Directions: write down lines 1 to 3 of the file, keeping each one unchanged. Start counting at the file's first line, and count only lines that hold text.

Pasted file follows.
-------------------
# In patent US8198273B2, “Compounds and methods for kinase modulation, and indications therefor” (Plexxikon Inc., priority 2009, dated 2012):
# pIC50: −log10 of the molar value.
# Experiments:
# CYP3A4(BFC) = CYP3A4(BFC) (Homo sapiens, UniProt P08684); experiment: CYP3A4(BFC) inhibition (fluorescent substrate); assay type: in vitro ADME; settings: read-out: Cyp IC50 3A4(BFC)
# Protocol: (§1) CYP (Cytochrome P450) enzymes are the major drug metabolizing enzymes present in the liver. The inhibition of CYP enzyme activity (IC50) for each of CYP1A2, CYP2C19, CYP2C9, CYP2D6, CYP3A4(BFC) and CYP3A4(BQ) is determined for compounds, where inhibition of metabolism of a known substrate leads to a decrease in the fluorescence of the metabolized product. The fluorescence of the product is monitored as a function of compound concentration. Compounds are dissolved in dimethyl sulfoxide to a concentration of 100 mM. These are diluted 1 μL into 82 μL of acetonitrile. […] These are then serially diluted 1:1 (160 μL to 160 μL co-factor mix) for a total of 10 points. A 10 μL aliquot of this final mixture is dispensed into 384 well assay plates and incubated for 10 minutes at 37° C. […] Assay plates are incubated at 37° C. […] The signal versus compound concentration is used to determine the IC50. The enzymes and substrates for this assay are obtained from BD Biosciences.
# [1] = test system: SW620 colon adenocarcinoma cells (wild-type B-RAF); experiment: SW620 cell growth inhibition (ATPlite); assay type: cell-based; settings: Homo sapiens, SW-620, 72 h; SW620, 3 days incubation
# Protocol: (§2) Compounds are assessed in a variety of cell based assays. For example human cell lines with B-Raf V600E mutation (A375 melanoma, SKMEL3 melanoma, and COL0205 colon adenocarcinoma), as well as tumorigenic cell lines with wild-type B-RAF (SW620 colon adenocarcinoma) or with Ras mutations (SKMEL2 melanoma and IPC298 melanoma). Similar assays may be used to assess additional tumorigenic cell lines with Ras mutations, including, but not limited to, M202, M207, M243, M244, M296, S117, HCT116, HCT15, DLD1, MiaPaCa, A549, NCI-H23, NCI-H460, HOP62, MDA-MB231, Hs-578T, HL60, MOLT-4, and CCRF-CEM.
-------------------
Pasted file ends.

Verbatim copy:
# In patent US8198273B2, “Compounds and methods for kinase modulation, and indications therefor” (Plexxikon Inc., priority 2009, dated 2012):
# pIC50: −log10 of the molar value.
# Experiments: